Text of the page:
A New Jersey Urban News Exclusive
While the days of elementary school may be decades behind you, most reader probably remember the first time they were introduced to poetry with readings from some of America’s greatest: Carl Sandburg, Robert Frost, Gwendolyn Brooks, and Langston Hughes. Some may have even read the works of America’s first published Black poet, Phillis Wheatley.
And to pay homage to these and other literary greats and to encourage youth to follow in their footsteps, the Academy of American Poets launched National Poetry Month in April 1996, which serves as an annual opportunity to celebrate the integral role poets play in our culture. But it’s also a reminder that poetry matters.
Over the years, it has become the largest literary celebration in the world, with tens of millions of readers, students, K–12 teachers, librarians, booksellers, literary events curators, publishers, families, and— of course — poets, marking poetry’s important place in our lives.
This April, U.S. Poet Laureate Ada Limón has selected 20 new poems by contemporary poets to be featured in the Academy of American Poets’ Poem-a-Day series as part of a collaboration with the Library of Congress.
Each April, with the support of National Poetry Month partners and sponsors , the Academy is able to offer activities, initiatives, and resources so that anyone can join the celebration. Given the plethora of acclaimed poets included within the American canon, one might find it difficult, if not impossible, to identify their favorite. But this writer would like to offer the name Nikki Giovanni for consideration.
Who is Nikki Giovanni?
Yolande Cornelia “Nikki” Giovanni Jr., born June 7, 1943, holds many impressive titles: American poet, writer, commentator, activist, and educator.
One of the world’s most well-known Black poets, her work includes poetry anthologies, poetry recordings, and nonfiction essays, and covers topics ranging from race and social issues to children’s literature.
She gained initial fame in the late 1960s as one of the foremost authors of the Black Arts Movement.
Influenced by the Civil Rights Movement and Black Power Movement of the period, her early work provides a strong, militant African American perspective, leading one writer to dub her the “Poet of the Black Revolution.”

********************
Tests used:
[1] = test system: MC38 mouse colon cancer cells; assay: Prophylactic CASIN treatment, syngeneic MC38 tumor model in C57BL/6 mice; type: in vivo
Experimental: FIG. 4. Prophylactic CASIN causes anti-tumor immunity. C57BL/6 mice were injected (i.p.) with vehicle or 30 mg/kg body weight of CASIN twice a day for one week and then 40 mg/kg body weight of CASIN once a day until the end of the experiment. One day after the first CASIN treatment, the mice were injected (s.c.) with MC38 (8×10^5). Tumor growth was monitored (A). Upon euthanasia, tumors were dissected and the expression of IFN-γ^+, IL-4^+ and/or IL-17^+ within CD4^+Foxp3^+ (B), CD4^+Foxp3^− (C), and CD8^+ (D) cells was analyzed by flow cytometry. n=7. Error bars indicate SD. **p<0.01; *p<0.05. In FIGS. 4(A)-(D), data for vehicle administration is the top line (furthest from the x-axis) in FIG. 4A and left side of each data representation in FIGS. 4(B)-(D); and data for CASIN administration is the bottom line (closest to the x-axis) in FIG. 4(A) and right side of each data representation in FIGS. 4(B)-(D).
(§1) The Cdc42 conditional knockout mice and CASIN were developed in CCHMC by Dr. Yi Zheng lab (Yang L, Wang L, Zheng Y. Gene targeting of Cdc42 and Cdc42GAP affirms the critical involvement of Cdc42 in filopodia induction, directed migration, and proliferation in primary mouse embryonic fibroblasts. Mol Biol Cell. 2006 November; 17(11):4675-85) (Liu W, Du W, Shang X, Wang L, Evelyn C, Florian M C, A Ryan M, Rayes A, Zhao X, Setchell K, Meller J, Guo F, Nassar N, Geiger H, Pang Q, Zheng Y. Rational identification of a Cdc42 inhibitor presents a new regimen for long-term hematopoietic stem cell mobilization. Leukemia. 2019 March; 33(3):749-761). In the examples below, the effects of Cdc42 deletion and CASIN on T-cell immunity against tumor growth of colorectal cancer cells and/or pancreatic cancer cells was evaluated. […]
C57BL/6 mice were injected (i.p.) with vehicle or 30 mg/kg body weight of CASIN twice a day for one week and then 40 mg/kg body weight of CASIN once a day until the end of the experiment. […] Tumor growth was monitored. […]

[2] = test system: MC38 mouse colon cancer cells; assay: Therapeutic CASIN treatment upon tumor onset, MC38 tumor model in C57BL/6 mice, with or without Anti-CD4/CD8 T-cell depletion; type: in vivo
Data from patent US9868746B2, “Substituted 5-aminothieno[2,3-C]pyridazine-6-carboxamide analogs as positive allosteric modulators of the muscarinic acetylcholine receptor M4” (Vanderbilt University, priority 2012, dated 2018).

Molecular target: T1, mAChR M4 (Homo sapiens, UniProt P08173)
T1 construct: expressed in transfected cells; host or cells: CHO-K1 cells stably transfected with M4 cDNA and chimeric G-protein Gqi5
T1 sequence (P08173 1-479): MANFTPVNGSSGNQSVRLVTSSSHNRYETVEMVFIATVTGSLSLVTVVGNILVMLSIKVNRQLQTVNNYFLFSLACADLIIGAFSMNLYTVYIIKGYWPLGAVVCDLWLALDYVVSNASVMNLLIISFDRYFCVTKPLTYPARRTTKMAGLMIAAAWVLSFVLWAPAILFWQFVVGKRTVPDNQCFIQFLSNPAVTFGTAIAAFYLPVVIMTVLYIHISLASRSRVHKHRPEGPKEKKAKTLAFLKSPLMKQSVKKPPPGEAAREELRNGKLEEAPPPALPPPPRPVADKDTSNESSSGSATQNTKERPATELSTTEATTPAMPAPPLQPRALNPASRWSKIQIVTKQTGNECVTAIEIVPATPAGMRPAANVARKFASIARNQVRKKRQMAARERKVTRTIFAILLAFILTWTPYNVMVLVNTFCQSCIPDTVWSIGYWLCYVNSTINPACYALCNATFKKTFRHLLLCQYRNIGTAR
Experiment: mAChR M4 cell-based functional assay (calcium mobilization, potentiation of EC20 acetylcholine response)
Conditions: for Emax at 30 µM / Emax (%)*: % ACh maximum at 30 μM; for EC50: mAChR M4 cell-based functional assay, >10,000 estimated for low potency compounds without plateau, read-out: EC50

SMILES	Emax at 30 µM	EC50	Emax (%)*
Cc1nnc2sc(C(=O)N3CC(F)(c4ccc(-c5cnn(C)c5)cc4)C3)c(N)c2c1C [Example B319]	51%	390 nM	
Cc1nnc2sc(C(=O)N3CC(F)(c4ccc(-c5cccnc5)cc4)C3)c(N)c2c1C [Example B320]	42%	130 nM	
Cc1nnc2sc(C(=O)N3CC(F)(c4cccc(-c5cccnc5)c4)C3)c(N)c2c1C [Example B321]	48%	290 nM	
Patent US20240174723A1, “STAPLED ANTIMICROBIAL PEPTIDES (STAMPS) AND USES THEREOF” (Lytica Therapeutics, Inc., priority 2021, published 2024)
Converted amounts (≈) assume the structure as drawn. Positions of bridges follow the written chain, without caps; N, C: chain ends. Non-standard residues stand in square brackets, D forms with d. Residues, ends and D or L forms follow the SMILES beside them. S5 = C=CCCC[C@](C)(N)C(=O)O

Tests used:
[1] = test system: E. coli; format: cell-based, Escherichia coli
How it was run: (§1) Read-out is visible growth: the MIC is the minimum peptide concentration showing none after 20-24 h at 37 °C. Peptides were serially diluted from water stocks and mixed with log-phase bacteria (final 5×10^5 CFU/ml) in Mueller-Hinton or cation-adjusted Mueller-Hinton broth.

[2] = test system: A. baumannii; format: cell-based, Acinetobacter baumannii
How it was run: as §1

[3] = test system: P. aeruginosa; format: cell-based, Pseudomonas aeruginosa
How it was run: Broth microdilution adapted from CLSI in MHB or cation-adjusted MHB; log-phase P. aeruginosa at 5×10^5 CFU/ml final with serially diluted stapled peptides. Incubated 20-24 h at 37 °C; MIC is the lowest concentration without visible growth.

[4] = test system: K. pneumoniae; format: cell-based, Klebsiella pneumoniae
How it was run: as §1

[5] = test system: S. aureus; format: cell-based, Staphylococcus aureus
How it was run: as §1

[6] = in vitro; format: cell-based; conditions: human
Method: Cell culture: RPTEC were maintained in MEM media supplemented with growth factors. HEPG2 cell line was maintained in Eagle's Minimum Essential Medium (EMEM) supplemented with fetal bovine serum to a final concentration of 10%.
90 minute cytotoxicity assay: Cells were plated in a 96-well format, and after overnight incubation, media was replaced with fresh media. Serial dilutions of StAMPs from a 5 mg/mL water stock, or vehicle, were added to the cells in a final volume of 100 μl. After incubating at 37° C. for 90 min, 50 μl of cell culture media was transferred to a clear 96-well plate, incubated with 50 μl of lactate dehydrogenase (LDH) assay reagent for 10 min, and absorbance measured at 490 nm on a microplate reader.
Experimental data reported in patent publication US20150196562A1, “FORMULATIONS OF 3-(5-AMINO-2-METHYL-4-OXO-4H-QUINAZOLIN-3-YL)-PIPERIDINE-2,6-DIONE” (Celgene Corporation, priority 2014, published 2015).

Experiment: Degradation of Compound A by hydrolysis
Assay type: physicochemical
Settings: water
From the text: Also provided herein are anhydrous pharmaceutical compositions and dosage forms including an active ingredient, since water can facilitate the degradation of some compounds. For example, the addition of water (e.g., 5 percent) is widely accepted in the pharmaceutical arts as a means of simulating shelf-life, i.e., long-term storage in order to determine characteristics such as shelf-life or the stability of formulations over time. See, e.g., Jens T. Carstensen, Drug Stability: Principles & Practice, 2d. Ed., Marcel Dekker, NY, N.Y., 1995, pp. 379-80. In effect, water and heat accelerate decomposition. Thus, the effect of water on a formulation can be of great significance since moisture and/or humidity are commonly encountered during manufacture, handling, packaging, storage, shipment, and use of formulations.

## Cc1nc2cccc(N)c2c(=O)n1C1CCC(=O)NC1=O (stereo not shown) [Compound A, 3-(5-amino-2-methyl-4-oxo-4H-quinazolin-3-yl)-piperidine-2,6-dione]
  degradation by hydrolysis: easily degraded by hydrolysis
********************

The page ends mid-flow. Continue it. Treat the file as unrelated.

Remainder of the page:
During the 1970s, she began writing children’s literature, and co-founded a publishing company, NikTom Ltd, to provide an outlet for other African American women writers.
Over subsequent decades, her works have discussed social issues, human relationships, and hip hop. Poems such as “Knoxville, Tennessee” and “Nikki-Rosa” have been frequently re-published in anthologies and other collections.
She describes her journey on her website with the following thoughts: “I think I was lucky because I was always sniffling – colds, allergies; something or another – which meant I got to stay home from school a lot. Which meant I could read the books that I wanted to read. Mommy had a wonderful library. Richard Wright, Langston Hughes, Paul Laurence Dunbar, John Hershey but she also read trashy books that she kept in the back of her closet. I remember a nun once saying to me that “Black Boy” by Richard Wright was a bad book. I knew better but I thanked her for letting me know just because you are grown and a nun you don’t necessarily know what is a good from a bad book. I guess this is a long way of saying I’m a dreamer.”
“We had music growing up, 78RPM’s that evolved into 45RPM’s and, always, the radio. The radio in my day, Black and white, played everything. Gospel, spirituals, even some opera when Leontyne Price came along. You could listen to R & B late at night or you could go to the other station and listen to popular music. There was also jazz if the wind was right. I feel so sorry for the kids who only hear one kind of music. Where do your dreams come from?”